City of Mermaids
Weeki Wachee Springs State Park
Weeki Wachee, Florida
submitted by UrbanDragon (Scott)
The UrbanDragon is back with some great photos from his 2004 visit to the City of the Mermaids. Wow, how cool is this?! I wish I could hop on my bike and ride down to Weeki Wachee right this minute!
Don’t miss the links at the end of the post (learn more about the history of Weeki Wachee and see some terrific vintage mermaid photos!)
Florida has long been a desired vacation spot and thus a magnet for roadside attractions. The natural beauty of the place and the steady stream of traffic from tourists seeking a respite from the cold northern winters gave rise to many attempts to get the tourist dollar along the route.
The city of Weeki Wachee is about an hour north of Tampa on US 19 along the gulf coast. In 1946 a man named Newton Perry built an underwater theater at one of the many natural crystal clear springs throughout the state. He trained the first mermaids, women dressed in fish tails performing balletic moves underwater with the assistance of hidden air hoses. The park first opened in 1947.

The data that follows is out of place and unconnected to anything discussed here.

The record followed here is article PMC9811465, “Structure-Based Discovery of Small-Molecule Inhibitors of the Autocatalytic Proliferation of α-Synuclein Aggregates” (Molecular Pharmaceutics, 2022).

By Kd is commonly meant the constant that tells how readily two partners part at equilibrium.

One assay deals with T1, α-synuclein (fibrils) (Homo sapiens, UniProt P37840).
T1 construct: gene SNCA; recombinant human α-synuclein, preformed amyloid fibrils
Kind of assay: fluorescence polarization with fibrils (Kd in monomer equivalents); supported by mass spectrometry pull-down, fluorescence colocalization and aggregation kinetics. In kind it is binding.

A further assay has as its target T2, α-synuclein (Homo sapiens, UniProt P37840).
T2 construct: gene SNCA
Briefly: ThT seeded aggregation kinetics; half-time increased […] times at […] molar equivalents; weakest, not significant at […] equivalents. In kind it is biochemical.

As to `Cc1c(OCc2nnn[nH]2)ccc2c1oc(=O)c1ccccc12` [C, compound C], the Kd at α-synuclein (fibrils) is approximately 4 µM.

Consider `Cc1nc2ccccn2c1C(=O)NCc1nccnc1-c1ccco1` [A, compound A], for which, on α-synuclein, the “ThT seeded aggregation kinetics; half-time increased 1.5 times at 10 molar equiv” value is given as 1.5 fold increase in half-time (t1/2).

It was a fairly popular attraction throughout the 50s and 60s, the wall of memorabilia includes a photograph of Elvis at the attraction and the Don Knotts film “The Incredible Mr. Limpet” held its premiere there in 1964 with the screen setup underwater where the mermaids swim.
The creation of Interstate 75 and the opening of Disney World in nearby Orlando slowed the traffic to the attraction. A waterslidepark “Buccaneer Bay” was added — as well as a river boat tour.
Weeki Wachee Springs became a state park in November of 2008, preserving a unique and beautiful part of Florida’s history.
Official Site – has some great photo galleries
State Park Site– history and great vintage photos
National Geographic article – from 2004, regarding the effort to save the attraction by the mermaids